In that daily search for more energy, new scientific research is pointing to a whole new direction … the powerhouse of the cell, mitochondria … and it’s inside your own body.
Your body is made up of trillions of cells working around the clock. Whether it’s your heart, lungs, brain or muscles. Within each of these cells exists what is responsible for most of your energy … it is called mitochondria.
… mitochondria create more than 90% of our cellular energy needed …
Mitochondria are your cells tiny powerhouses, in charge of taking in the air you breath and the food you eat and converting them into ATP (Adenosine triphosphate) or energy. ATP energy powers most of your cells metabolic activity. In fact mitochondria create more than 90% of our cellular energy needed by your body.
Science shows us that in our youth, mitochondria health is at an all time high yielding maximum cellular energy output. But as we age, our levels of mitochondria diminish. A decrease in mitochondria can lead to a decrease in energy.
Oxidative Stress and Mitochondria
Another factor that comes with age is oxidative stress and cellular damage to your cells. Free radicals attack the cells and slow down the efficiency of your already reduced mitochondria … in turn diminishes energy output.
- What if you had a natural way to actually increase the amount and efficiency of the tiny powerhouses in your cells?
- What if you could increase this mitochondria at the cellular level?
- What if you could impact your mitochondria health?
Mitochondria Powerhouse of the Cell
It would be life changing if you could actually increase the number of mitochondria cells in your body … new mitochondria … new energy powerhouses in your cells. This would enforce sustained energy sources and vitality in your body.
How about supporting the efficiency of your existing mitochondria? This would act as a spark plug in your mitochondria, firing up and energizing your cells.
How about even penetrating the cell wall, go inside the cell and protect against oxidative stress & cellular damage. Think of this a bodyguard for your cells, working from the inside out.
It would be safe to say we all would like to have the youthful energy we once had and feel absolutely more amazing again. There is a scientifically proven product available. If you are interested in learning more, complete the form below … I would be glad to provide you details as I am absolutely stunned by how much better I feel … I just would like to share so others can take advantage of this powerhouse.
Mitochondrion (plural mitochondria)
The mitochondrion (plural mitochondria) is a double membrane-bound organelle found in all eukaryotic organisms. Some cells in some multicellular organisms may however lack them (for example, mature mammalian red blood cells). A number of unicellular organisms, such as microsporidia, parabasalids, and diplomonads, have also reduced or transformed their mitochondria into other structures. To date, only one eukaryote, Monocercomonoides, is known to have completely lost its mitochondria. The word mitochondrion comes from the Greek μίτος, mitos, “thread”, and χονδρίον, chondrion, “granule” or “grain-like”. Mitochondria generate most of the cell’s supply of adenosine triphosphate (ATP), used as a source of chemical energy.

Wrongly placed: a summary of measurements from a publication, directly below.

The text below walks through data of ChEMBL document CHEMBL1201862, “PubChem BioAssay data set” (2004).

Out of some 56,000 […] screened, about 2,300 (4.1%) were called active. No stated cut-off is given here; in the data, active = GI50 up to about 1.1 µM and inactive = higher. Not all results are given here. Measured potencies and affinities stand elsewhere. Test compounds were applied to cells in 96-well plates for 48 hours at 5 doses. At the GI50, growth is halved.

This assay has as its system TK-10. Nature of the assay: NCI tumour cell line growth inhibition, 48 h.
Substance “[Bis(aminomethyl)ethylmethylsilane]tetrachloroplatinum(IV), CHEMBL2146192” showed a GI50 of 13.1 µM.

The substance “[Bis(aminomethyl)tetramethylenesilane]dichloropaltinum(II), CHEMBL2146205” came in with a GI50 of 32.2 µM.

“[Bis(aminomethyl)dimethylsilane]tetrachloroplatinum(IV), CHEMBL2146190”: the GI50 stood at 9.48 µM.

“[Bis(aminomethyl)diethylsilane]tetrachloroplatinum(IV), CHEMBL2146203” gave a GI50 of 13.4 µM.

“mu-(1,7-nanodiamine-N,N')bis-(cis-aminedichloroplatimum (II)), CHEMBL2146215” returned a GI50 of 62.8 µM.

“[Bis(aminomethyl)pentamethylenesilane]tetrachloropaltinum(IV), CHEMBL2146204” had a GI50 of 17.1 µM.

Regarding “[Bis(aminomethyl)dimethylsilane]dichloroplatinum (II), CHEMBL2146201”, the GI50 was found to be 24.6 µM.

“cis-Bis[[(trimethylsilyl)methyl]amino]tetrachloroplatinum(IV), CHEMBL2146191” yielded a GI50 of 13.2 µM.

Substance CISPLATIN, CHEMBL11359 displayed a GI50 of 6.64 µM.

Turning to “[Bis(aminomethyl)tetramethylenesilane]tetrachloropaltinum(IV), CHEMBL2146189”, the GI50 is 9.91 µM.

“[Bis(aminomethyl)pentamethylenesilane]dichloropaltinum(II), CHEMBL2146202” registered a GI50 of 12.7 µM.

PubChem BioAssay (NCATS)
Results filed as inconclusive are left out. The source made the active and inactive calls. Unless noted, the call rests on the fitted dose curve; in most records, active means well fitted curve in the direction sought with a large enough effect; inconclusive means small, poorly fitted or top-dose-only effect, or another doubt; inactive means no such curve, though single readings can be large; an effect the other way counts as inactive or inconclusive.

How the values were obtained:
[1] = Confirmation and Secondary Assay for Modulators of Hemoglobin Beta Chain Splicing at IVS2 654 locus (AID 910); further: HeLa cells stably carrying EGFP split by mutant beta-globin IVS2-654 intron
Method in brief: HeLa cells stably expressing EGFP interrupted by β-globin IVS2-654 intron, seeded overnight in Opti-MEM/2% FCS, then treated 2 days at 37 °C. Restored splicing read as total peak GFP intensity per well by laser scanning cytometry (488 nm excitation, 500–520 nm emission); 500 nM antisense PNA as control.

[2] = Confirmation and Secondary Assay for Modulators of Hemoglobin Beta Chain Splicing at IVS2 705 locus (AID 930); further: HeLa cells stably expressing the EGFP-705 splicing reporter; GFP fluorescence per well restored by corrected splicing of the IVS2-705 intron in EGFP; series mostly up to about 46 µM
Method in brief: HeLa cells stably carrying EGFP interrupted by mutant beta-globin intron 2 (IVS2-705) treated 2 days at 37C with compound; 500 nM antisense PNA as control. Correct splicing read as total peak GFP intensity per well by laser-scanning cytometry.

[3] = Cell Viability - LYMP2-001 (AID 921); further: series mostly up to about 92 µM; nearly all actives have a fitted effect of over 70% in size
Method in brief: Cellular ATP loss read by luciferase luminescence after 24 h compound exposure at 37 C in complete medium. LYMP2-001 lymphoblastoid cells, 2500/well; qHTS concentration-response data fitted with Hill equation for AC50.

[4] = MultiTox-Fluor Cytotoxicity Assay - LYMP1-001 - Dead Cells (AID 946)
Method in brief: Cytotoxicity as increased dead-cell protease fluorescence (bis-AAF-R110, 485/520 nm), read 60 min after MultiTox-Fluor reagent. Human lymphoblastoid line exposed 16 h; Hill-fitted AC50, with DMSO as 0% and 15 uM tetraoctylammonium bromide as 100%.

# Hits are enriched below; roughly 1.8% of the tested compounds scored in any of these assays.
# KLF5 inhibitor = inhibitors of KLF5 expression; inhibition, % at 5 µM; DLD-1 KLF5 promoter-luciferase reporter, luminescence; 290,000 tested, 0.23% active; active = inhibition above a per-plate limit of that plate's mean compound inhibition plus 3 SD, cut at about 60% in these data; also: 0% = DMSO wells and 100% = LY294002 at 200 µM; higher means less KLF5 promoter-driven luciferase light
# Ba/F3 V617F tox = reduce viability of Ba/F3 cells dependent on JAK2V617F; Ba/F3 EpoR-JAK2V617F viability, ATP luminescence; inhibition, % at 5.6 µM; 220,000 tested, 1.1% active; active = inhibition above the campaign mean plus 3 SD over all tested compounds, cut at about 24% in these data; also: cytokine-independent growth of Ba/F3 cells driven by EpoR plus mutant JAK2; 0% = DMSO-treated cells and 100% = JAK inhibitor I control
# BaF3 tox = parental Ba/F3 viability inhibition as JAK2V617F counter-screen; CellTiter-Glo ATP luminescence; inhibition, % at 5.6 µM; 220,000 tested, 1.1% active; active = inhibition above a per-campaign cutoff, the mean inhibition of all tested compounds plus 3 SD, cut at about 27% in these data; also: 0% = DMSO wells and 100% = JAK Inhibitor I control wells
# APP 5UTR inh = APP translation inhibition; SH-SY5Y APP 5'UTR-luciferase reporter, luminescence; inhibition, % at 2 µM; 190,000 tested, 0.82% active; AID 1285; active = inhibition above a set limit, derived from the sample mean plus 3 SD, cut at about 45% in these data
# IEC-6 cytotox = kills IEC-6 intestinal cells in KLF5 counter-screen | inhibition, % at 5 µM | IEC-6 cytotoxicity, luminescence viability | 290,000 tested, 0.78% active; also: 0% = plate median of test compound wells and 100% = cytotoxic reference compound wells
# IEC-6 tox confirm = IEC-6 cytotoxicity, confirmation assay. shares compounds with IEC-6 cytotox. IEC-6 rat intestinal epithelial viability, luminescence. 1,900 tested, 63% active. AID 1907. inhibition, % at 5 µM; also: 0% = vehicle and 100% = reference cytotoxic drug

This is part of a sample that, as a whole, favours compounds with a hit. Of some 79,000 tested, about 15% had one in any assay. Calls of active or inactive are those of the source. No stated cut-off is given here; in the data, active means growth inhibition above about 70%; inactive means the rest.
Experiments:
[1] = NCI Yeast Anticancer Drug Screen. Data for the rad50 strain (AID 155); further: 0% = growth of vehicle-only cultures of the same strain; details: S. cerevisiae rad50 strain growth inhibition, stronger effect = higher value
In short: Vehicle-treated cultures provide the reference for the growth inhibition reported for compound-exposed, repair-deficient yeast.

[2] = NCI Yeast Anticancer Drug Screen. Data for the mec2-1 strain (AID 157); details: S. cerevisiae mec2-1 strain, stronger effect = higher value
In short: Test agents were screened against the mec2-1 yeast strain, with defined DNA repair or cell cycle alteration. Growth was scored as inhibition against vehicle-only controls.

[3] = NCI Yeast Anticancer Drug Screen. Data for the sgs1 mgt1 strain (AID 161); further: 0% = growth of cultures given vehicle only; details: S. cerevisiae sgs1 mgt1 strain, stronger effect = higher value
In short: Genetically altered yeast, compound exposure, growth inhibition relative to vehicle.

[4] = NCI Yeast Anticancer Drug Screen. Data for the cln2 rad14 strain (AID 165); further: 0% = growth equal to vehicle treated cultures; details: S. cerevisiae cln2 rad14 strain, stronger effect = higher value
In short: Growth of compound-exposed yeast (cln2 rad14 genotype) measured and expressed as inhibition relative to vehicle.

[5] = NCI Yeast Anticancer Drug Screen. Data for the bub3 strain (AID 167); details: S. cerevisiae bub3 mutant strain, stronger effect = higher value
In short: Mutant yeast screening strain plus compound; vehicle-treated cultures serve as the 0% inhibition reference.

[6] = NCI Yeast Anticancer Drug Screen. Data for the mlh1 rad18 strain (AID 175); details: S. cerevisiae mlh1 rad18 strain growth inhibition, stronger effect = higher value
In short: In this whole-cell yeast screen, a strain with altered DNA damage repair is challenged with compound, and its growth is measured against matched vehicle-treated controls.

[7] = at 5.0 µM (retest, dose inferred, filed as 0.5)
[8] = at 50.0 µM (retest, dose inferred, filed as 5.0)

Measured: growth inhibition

Mitochondria are commonly between 0.75 and 3 μm in diameter but vary considerably in size and structure. Unless specifically stained, they are not visible. In addition to supplying cellular energy, mitochondria are involved in other tasks, such as signaling, cellular differentiation, and cell death, as well as maintaining control of the cell cycle and cell growth. Mitochondrial biogenesis is in turn temporally coordinated with these cellular processes. Mitochondria have been implicated in several human diseases, including mitochondrial disorders, cardiac dysfunction, heart failure and autism.
The number of mitochondria in a cell can vary widely by organism, tissue, and cell type. For instance, red blood cells have no mitochondria, whereas liver cells can have more than 2000. The organelle is composed of compartments that carry out specialized functions. These compartments or regions include the outer membrane, the intermembrane space, the inner membrane, and the cristae and matrix.
Although most of a cell’s DNA is contained in the cell nucleus, the mitochondrion has its own independent genome that shows substantial similarity to bacterial genomes. Mitochondrial proteins (proteins transcribed from mitochondrial DNA) vary depending on the tissue and the species. In humans, 615 distinct types of protein have been identified from cardiac mitochondria, whereas in rats, 940 proteins have been reported. The mitochondrial proteome is thought to be dynamically regulated.